WHAT IS ISO?
ISO is one of the three elements affecting exposure. The other two elements are aperture and shutter speed. ISO determines the sensitivity of the camera’s sensor to available light. The sensor's job is to gather light to create an image.
WHAT ARE THE ISO VALUES?
Most DSLRs have with a minimum ISO value of 100 or 200. The value doubles (200, 400, 800, 1600, 32,000, etc) for each increase in the setting. Every time you increase the ISO value, you double the sensor’s light sensitivity.
HOW DOES AN ISO VALUE AFFECT EXPOSURE?
In simple terms, the higher the ISO value, the less light you need to capture a photograph. Using a higher ISO number may, however, “damage” your image, producing some digital noise. Noise can look like granular splotches of color as shown in the image below.
WHEN TO USE A LOW ISO VALUE
Who doesn’t want crisp images? A low ISO value will produce cleaner images with less noise.
Here are a few simple guidelines for using ISO settings of 100 to 800 (depending on your camera’s capability):
A) A Well Lit Room: Use a low ISO to take advantage of natural light inside a room. It will add a fresh, clean and crisp feel to your photo.
B) Using Flash: If you are shooting indoors and the lighting is poor, you can use flash to help you keep a low ISO value.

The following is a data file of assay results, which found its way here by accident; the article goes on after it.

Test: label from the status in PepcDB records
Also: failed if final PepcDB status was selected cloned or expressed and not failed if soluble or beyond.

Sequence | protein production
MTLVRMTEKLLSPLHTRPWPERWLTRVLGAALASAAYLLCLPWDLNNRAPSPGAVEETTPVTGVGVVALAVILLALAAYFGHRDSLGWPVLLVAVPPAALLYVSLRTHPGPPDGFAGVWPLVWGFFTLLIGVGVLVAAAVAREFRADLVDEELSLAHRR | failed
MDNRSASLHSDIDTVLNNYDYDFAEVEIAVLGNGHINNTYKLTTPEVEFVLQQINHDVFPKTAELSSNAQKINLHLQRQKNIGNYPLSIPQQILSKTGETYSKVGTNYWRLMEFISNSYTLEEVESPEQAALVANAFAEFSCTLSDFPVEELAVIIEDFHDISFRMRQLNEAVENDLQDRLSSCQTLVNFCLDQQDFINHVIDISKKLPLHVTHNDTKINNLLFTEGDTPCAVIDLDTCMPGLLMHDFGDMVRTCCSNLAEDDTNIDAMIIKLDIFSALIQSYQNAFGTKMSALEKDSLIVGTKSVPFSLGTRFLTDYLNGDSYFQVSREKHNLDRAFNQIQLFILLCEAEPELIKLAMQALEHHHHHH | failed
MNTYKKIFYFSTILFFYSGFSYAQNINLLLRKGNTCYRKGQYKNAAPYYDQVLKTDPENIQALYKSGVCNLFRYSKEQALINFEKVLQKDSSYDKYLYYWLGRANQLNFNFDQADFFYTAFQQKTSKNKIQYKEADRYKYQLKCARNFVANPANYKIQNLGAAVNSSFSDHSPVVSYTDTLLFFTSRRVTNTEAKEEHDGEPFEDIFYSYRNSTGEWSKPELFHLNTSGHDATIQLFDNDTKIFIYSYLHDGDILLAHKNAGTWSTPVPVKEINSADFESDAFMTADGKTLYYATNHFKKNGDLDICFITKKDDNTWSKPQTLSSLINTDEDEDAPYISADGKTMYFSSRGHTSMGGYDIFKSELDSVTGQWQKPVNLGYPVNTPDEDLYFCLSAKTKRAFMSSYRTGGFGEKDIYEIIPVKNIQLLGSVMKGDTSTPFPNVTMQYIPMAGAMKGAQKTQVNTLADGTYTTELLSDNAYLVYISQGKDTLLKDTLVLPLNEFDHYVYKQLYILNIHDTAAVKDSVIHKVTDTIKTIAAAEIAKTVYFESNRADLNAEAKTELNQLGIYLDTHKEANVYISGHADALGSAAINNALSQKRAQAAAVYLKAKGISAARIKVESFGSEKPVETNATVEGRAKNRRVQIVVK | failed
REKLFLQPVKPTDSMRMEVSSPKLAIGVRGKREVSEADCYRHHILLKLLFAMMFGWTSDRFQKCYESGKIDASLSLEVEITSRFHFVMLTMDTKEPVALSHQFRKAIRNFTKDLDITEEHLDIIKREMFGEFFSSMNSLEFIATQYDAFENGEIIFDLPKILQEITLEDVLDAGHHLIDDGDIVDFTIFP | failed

C) Day Light: Low ISO works well outdoors when it’s sunny.
D) Sunset: As the light gets lower, you may have to increase your ISO setting, but using the lowest possible setting will keep your images sharper.
WHEN TO USE A HIGH ISO VALUE
Many photographers hesitate to use a high ISO setting because of the noise it produces. There are times, however, when you’ll have no choice but to increase it. Sometimes it’s better to have a grainy photo than no photo at all.
Here are a few situations when you'll need to bump your ISO.
A) Achieving a film Look: Digital cameras do not recreate film grain. Raising your ISO setting can help you bring back that analog feeling.
B) Lifestyle Photography: If there’s not enough natural light and you didn’t pack your lights, a high ISO can save you while shooting at your client’s home.
C) Sports Events: Using a High ISO will allow you to use a fast shutter speed to freeze motion.
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D) Indoor Birthday Parties: If you use a tripod, you may get away using a low ISO setting with a slow shutter speed. Using a tripod at events like children's birthday parties, however, may be more of a challenge than it's worth. This is one situation where increasing your ISO setting may be the best idea. Kids move fast.
E) No flash allowed: Many places, such as museums, cathedrals and art galleries, will not allow you to use a flash. In these settings, you may have to push your ISO setting up into the 1600 - 3200 range or higher. Remember, grainy photos can help you achieve a moody effect and you can remove unwanted noise later with editing software.
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